Yorkville is located at 43°6′39″N 75°16′24″W / 43.11083°N 75.27333°W / 43.11083; -75.27333 (43.110719, -75.273306).
According to the United States Census Bureau, the village has a total area of 0.7 square miles (1.7 km²), all of it land.
Read more about this topic: Yorkville, Oneida County, New York
Other articles related to "geography":
... This article describes the geography of the United States territory of Guam ... Geography - note Largest and southernmost island in the Mariana Islands archipelago strategic location in western North Pacific Ocean ...
... This article describes the geography of French Polynesia ... cyclonic storms in January Environment - current issues NA Geography - note Includes five archipelagoes Makatea in French Polynesia is one of the three great phosphate rock islands in the Pacific ...
... According to the United States Census Bureau, the town has a total area of 0.5 square miles (1.3 km²), all of it land. ...
... In the history of geography, geographers have often recorded and described features of the Earth that might now be considered the remit of human, rather than ... It was not until the 18th and 19th centuries, however, that geography was recognised as a formal academic discipline ... although the United Kingdom did not get its first full Chair of geography until 1917 ...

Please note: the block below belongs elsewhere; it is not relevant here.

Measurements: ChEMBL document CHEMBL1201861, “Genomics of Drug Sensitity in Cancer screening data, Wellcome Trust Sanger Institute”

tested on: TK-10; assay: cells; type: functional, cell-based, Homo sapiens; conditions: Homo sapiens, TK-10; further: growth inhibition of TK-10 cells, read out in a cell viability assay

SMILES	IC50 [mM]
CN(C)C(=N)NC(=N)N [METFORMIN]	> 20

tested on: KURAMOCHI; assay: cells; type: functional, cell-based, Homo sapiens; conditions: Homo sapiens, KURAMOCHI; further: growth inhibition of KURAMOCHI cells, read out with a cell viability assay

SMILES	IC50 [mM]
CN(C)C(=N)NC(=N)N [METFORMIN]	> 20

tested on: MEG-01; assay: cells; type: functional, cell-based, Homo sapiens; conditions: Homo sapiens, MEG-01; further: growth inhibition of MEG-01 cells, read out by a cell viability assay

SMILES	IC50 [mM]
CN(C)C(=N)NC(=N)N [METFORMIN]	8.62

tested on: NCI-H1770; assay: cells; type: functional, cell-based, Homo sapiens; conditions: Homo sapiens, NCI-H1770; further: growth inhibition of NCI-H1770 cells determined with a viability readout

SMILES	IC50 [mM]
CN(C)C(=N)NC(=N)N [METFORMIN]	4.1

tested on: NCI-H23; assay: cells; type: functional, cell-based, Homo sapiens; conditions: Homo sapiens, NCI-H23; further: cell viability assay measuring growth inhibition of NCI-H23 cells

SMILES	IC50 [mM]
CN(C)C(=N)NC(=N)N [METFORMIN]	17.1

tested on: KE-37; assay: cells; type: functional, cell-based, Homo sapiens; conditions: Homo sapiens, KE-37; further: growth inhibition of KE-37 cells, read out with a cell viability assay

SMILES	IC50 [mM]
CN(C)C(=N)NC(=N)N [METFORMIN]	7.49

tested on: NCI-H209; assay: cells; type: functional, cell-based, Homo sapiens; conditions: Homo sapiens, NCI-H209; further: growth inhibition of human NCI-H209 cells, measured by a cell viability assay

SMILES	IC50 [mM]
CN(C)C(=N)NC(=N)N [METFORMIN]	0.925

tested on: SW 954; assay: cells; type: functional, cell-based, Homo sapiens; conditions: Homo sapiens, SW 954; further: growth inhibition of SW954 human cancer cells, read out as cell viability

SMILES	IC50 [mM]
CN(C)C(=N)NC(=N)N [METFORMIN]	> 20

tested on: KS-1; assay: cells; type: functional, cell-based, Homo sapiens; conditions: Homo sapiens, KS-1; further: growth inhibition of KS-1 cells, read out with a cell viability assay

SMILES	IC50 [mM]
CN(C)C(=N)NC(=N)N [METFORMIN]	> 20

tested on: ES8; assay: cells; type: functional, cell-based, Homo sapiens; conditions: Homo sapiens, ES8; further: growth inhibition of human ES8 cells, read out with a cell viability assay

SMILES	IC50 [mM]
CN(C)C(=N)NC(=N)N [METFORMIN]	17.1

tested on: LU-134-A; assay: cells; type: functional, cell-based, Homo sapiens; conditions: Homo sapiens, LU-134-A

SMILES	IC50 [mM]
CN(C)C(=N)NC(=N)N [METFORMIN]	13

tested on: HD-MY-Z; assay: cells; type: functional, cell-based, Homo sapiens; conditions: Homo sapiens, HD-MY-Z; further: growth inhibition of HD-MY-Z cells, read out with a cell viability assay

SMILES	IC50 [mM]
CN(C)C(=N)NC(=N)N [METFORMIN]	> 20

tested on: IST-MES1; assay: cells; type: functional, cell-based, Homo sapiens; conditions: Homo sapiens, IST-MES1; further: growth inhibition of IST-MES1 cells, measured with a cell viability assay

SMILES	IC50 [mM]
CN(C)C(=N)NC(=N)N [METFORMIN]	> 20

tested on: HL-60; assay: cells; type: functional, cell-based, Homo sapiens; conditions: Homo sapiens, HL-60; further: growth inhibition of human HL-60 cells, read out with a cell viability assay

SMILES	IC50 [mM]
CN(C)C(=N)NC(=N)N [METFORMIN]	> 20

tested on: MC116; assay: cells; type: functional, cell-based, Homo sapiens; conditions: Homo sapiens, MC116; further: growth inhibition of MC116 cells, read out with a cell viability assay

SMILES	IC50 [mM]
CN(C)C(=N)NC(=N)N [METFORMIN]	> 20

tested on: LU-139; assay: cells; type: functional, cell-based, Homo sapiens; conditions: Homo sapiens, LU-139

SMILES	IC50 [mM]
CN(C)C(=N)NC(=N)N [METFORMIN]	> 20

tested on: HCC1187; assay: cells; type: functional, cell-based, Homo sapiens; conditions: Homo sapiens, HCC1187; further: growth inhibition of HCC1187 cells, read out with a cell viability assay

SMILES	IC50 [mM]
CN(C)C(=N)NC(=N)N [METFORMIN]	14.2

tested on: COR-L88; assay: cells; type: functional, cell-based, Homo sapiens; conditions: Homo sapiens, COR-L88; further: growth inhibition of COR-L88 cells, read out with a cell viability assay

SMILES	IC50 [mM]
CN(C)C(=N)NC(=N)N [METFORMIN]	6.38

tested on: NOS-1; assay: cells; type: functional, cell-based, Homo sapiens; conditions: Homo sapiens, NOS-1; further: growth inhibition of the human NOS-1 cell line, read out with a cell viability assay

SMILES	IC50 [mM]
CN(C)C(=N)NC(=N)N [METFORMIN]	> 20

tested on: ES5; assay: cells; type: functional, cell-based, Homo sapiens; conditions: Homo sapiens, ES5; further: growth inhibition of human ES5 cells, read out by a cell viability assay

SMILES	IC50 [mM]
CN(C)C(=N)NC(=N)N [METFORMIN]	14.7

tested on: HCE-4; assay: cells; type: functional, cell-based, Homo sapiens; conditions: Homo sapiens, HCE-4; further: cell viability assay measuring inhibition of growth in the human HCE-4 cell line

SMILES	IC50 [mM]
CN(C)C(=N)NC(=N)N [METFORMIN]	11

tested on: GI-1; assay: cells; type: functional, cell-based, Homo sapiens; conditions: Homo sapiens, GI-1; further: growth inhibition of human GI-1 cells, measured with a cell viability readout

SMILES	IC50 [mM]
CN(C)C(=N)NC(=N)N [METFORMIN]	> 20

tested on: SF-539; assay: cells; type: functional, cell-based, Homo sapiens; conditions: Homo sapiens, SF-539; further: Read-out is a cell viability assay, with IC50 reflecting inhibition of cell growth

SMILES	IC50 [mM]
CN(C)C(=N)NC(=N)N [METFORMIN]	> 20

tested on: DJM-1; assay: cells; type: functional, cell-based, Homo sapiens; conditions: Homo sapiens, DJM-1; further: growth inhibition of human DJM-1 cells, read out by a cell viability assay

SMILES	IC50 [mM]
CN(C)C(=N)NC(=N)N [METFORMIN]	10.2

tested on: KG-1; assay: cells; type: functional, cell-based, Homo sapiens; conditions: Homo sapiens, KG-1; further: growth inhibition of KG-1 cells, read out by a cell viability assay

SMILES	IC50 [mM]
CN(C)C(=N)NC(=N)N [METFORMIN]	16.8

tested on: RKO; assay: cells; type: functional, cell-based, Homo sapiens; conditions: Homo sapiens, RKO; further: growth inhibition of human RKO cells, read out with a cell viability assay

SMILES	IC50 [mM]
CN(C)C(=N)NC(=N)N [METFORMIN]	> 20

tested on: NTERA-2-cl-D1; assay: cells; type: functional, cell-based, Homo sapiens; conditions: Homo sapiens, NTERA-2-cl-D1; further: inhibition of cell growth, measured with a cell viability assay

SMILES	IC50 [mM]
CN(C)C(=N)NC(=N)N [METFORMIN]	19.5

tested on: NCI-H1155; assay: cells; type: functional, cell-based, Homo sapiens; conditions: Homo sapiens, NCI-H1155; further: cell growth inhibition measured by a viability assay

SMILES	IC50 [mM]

... Historical Geography is the study of the human, physical, fictional, theoretical, and "real" geographies of the past ... Historical geography studies a wide variety of issues and topics ... Subfields include Time geography ...
Famous quotes containing the word geography:
“The California fever is not likely to take us off.... There is neither romance nor glory in digging for gold after the manner of the pictures in the geography of diamond washing in Brazil.”
—Rutherford Birchard Hayes (18221893)
“At present cats have more purchasing power and influence than the poor of this planet. Accidents of geography and colonial history should no longer determine who gets the fish.”
—Derek Wall (b. 1965)
“The totality of our so-called knowledge or beliefs, from the most casual matters of geography and history to the profoundest laws of atomic physics or even of pure mathematics and logic, is a man-made fabric which impinges on experience only along the edges. Or, to change the figure, total science is like a field of force whose boundary conditions are experience.”
—Willard Van Orman Quine (b. 1908)